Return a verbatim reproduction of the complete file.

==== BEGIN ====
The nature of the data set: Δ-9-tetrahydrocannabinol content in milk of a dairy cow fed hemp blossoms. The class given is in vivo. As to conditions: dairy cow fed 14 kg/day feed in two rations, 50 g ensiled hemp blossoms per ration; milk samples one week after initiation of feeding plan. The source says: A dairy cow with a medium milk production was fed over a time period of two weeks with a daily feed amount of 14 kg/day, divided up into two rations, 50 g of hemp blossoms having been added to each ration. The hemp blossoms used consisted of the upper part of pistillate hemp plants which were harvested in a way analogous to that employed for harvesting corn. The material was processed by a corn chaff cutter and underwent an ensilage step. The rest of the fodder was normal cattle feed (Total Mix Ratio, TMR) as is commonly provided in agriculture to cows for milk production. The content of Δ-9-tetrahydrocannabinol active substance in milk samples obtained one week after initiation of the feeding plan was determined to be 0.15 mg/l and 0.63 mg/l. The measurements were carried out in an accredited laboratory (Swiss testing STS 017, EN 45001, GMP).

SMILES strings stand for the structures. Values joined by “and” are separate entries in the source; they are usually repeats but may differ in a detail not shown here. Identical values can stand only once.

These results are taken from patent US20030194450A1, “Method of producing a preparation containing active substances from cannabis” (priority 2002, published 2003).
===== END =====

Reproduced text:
The nature of the data set: Δ-9-tetrahydrocannabinol content in milk of a dairy cow fed hemp blossoms. The class given is in vivo. As to conditions: dairy cow fed 14 kg/day feed in two rations, 50 g ensiled hemp blossoms per ration; milk samples one week after initiation of feeding plan. The source says: A dairy cow with a medium milk production was fed over a time period of two weeks with a daily feed amount of 14 kg/day, divided up into two rations, 50 g of hemp blossoms having been added to each ration. The hemp blossoms used consisted of the upper part of pistillate hemp plants which were harvested in a way analogous to that employed for harvesting corn. The material was processed by a corn chaff cutter and underwent an ensilage step. The rest of the fodder was normal cattle feed (Total Mix Ratio, TMR) as is commonly provided in agriculture to cows for milk production. The content of Δ-9-tetrahydrocannabinol active substance in milk samples obtained one week after initiation of the feeding plan was determined to be 0.15 mg/l and 0.63 mg/l. The measurements were carried out in an accredited laboratory (Swiss testing STS 017, EN 45001, GMP).

SMILES strings stand for the structures. Values joined by “and” are separate entries in the source; they are usually repeats but may differ in a detail not shown here. Identical values can stand only once.

These results are taken from patent US20030194450A1, “Method of producing a preparation containing active substances from cannabis” (priority 2002, published 2003).